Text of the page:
501(c)(3) organizations encompass a broad spectrum of purposes: charitable, religious, educational, scientific, literary, testing for public safety, fostering amateur sports competition, or preventing cruelty children or animals. For example, a quilt museum, ballet company or Little League team is treated equivalently, for tax exemptions and donor deductions, to a nonprofit providing daily essential human care services to dependent adults with the severe cognitive and developmental disability.
Historically this dichotomy between cultural-type 501(c)(3)s and essential care-style 501(c)(3)s did not present a significant problem since the population of adults with this level of serious disability was small and federal and state government programs generally provided for their care in institutions, nursing homes, and community-based facilities and workshops. However, those historic realities have dramatically changed over the past decades. Today, the population of adults with autism and intellectual and developmental disabilities who cannot care for themselves has surged dramatically (expected to quadruple over the next 20 years based on California DDS numbers). In addition, government funding for essential care-providing nonprofits is severely constrained, and unable to keep up with the explosive demand. Many nonprofits serving adults with autism and I/DD are under severe financial stress, and waitlists for basic services continue to grow.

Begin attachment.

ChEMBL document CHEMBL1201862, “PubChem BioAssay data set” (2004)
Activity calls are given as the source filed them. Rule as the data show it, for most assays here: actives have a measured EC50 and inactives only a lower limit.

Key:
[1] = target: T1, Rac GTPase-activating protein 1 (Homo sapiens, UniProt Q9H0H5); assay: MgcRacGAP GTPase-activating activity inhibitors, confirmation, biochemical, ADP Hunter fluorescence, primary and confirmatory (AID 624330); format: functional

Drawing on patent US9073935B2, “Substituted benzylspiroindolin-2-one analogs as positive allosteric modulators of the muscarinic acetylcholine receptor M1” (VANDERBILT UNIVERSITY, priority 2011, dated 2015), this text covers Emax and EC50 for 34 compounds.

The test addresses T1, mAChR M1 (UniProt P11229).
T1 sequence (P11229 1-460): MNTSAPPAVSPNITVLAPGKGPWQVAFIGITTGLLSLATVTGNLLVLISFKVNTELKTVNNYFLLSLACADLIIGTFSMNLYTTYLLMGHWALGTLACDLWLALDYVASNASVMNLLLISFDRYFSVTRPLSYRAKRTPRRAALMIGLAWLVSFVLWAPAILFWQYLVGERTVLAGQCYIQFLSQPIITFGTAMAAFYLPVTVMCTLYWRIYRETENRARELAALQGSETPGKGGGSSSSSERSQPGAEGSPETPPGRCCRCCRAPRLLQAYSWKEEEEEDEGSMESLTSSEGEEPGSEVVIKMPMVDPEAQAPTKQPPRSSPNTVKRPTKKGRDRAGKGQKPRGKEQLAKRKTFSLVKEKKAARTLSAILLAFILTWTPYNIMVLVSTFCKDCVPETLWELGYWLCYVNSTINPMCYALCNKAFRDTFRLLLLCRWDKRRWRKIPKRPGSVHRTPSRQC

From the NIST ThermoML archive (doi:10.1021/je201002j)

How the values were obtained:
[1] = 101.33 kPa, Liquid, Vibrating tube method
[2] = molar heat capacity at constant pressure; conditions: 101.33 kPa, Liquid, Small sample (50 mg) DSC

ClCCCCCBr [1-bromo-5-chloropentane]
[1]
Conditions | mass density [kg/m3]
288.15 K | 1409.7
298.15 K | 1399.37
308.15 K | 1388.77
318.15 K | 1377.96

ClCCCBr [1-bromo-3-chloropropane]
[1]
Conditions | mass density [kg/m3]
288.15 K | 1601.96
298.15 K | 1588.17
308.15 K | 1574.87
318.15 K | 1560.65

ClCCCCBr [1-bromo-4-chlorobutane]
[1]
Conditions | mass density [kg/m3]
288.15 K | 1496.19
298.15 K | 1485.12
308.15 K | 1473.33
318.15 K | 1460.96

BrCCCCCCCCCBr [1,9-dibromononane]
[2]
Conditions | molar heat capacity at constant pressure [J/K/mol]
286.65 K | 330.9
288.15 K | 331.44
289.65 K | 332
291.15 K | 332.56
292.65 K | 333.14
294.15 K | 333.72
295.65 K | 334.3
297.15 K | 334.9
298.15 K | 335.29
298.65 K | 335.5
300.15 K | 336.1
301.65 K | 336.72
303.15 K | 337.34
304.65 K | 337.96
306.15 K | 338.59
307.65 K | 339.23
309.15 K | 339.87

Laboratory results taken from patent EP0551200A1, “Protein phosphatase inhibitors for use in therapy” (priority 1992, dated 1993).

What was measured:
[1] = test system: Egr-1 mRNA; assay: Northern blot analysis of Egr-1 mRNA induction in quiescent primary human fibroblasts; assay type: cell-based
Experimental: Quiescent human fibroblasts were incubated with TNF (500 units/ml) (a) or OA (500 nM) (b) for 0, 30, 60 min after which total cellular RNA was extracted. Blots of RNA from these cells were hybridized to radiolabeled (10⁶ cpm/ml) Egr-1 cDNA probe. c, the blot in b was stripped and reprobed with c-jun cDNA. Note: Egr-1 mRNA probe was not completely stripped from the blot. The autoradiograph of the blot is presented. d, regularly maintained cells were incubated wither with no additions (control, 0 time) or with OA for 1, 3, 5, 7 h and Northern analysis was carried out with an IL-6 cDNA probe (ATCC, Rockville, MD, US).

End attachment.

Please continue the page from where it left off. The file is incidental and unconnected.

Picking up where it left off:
While nobody wants to return to the era of institutionalization of those with significantly disabling IDD, certain aspects of institutionalization were simply common sense and directly answered clear needs:
- Adults with IDD who lacked the ability to earn a living were not expected to pay rent or board.
- Adults with IDD were not expected to pay property tax.
- Adults with IDD were not expected to pay for their own medical care.
- Funding for adults with IDD came from the government (financially more akin to a tax credit than mere nonprofit deduction).